Fig. 1
figure 1

Both high-fat diet and leptin knockout significant aggravated depressive-like behaviors post-chronic stress exposure. Diagram of CSDS model mice establishment (A) and experimental design (B). To assess the behavioral changes among different mice model, social interaction (C) was performed under aggressor present and absent. D The anxiety behaviors of mice were evaluated by open-field test and elevated plus-maze, and E depressive behaviors of mice were investigated by tail suspension test, forced swim test, and sucrose preference test. (ND represented as normal diet, HFD represented as high-fat diet, LM represented as littermate mice, and ob/ob represented as obesity transgenic mice; *p < 0.05, ***p < 0.001 compared with ND mice; #p < 0.05 compared with LM mice)

HFD and leptin knockout decrease neuronal activity and dendritic spine density in the mPFC under CSDS conditions

To investigate the regulatory roles of the HFD and obesogenic factors in excitatory and inhibitory neuronal activities in brain areas related to emotion regulation, spontaneous action potentials and miniature synaptic potentials were recorded in the hippocampus and amygdala using whole-cell voltage-clamp recording (Additional file 1: Fig. S2). The behavior of the mEPSCs was measured by blocking sodium channel-mediated action potential activity with TTX, and mIPSCs were detected by blocking action potentials and glutamatergic inputs with TTX. No significant differences in the frequency or amplitude of sIPSCs, sEPSCs, mIPSCs, or mEPSCs were observed in the hippocampus or amygdala among the ND, HFD, LM, and ob/ob mice, suggesting that the HFD and leptin knockout did not alter excitatory or inhibitory neuronal activities and astrocytes reactivation in the hippocampus or amygdala under CSDS conditions (Additional file 1: Fig. S2A–N).

The mPFC is implicated in emotional processing in primates, and evidence shows that abnormal circuitry in the mPFC and hippocampus is associated with depressive behavior [41, 42]. Spontaneous and miniature synaptic potentials were examined in the mPFC after CSDS in this study. The HFD and leptin knockout decreased the frequency of sIPSCs and sEPSC compared to the ND, and a lower frequency of sIPSCs and sEPSCs was observed in ob/ob mice than LM mice (p < 0.05) (Fig. 2A–C), indicating that an energy-dense diet and obesogenic factors inhibited excitatory and inhibitory neuronal activities in the mPFC. mIPSCs and mEPSCs were recorded in the four groups to investigate whether presynaptic or postsynaptic release affected neuronal activity in the mPFC. The results showed that the frequencies of mIPSCs and mEPSCs visibly decreased in the HFD and ob/ob mice compared to the ND mice, and the frequency of mIPSCs and mEPSCs in ob/ob mice decreased compared to LM mice (p < 0.05) (Fig. 2D and E). No marked changes in the amplitudes of the sIPSCs, sEPSCs, mIPSCs, or mEPSCs were observed among the groups (p > 0.05) (Fig. 2C and E), indicating that presynaptic release was inhibited by the energy-dense diet and leptin knockout.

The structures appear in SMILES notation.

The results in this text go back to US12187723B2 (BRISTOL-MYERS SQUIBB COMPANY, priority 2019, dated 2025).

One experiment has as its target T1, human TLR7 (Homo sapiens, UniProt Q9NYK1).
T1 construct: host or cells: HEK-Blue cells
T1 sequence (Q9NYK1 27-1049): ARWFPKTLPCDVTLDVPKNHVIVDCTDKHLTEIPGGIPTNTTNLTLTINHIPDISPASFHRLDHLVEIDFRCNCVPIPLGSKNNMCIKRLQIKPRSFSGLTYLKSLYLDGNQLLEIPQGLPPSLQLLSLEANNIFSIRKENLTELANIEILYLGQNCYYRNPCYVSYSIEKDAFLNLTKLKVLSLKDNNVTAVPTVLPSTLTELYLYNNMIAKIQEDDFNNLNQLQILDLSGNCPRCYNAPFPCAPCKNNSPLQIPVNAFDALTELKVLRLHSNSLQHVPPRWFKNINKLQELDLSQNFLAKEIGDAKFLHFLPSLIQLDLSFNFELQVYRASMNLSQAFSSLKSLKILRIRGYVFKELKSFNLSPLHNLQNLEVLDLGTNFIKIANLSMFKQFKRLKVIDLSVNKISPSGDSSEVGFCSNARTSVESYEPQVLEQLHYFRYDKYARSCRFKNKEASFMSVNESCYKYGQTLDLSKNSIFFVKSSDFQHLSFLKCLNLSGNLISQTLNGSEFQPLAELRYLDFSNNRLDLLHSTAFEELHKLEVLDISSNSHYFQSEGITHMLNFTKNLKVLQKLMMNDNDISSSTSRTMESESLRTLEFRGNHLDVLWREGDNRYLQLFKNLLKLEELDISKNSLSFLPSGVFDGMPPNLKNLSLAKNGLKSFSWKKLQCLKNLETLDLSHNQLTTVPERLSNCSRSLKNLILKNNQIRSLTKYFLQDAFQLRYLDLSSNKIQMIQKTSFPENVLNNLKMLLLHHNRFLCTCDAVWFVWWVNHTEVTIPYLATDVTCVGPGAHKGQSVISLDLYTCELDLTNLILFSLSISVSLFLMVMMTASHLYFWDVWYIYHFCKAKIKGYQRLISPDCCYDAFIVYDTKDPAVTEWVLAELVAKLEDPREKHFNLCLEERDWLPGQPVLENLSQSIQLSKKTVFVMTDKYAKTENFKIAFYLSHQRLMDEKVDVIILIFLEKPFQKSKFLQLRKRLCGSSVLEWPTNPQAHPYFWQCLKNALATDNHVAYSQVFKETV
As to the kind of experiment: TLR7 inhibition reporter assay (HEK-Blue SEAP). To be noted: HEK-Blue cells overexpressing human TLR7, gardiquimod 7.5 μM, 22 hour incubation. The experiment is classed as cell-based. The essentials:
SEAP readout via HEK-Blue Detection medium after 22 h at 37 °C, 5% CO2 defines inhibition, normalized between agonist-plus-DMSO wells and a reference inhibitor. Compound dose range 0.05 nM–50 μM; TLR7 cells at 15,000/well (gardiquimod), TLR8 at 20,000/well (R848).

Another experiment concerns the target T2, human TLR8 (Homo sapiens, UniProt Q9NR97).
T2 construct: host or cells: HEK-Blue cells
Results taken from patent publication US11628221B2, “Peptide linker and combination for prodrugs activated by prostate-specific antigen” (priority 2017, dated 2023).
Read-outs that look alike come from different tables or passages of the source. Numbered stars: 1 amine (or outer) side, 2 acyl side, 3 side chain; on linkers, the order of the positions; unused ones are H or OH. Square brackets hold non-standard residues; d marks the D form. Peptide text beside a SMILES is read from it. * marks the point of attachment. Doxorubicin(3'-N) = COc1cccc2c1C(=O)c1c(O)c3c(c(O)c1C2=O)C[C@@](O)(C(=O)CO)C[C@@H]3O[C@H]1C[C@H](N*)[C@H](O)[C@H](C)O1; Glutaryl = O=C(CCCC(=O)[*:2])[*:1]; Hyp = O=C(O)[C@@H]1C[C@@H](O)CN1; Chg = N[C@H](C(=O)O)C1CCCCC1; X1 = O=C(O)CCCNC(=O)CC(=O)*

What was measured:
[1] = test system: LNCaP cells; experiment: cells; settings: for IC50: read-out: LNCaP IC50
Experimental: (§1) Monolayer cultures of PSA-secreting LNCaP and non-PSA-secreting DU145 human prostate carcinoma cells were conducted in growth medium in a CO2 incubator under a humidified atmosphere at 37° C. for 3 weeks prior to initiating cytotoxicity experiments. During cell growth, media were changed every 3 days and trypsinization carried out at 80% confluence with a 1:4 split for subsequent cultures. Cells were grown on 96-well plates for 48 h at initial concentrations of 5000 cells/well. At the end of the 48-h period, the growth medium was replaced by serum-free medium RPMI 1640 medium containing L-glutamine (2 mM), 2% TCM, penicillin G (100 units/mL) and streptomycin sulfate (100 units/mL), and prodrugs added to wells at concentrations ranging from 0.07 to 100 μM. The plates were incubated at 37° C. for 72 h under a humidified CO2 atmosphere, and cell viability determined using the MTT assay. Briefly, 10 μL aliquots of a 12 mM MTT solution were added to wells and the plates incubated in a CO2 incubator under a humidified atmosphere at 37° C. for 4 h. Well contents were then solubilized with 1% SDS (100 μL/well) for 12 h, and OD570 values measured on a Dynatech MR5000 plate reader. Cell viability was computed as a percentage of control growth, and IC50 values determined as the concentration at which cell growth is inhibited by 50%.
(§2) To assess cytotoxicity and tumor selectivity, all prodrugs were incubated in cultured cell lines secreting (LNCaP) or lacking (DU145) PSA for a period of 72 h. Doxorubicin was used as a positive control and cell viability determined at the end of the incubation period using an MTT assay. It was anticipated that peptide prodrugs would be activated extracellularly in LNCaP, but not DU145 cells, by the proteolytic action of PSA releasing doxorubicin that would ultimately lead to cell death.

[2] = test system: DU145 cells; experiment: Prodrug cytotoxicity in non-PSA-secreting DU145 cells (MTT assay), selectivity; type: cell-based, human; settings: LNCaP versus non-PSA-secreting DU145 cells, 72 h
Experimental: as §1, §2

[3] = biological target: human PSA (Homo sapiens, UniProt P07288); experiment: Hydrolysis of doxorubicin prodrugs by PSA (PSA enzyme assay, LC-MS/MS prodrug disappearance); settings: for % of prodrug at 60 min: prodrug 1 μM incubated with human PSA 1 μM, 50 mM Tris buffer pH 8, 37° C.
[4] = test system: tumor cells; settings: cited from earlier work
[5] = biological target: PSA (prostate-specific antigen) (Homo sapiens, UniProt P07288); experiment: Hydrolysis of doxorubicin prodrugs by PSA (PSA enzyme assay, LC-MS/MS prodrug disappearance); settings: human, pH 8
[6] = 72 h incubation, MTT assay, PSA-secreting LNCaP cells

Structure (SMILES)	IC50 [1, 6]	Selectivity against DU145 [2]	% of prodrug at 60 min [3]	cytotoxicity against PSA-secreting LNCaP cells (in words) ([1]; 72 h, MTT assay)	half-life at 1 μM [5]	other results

Fig. 2
figure 2

Neuronal activity and synaptic plasticity in mPFC were significantly depressed in high-fat diet and leptin knockout mice. To detect neuronal activities in mPFC (A), sIPSC, sEPSC (B, C), mIPSC, and mEPSC (D, E) were recorded, and frequency and amplitude were calculated. Additionally, synaptic morphology was assessed by calculating dendritic spine density and mushroom shape spine proportion (F). (*p < 0.05, **p < 0.01 compared with ND mice; #p < 0.05, ##p < 0.01 compared with LM mice)

Dendritic spines are the foundation of information transmission and neuroplasticity, and their mushroom-like morphology is functional [43]. To explore the synaptic changes in detail, Golgi staining of the mPFC of the mice was performed. The findings showed that the HFD and leptin knockout decreased dendritic spine density compared to the ND and LM mice, while the proportion of mushroom-shaped spines was not different among the four groups (Fig. 2F). Thus, the energy-dense diet and obesogenic environment suppressed synaptic transmission, thereby inhibiting neuronal excitation and inhibitory activity, and enhancing CSDS-induced depressive-like behaviors. A previous research showed that the E/I balance in the mPFC is important for social behaviors [44], however, E/I ratio was slightly increased in HFD and ob/ob mice, no significance was observed among those groups (Additional file 1: Fig. S3A and B).

HFD and obesity activate astrocytes and increase the concentration of D-serine and glutamate under CSDS conditions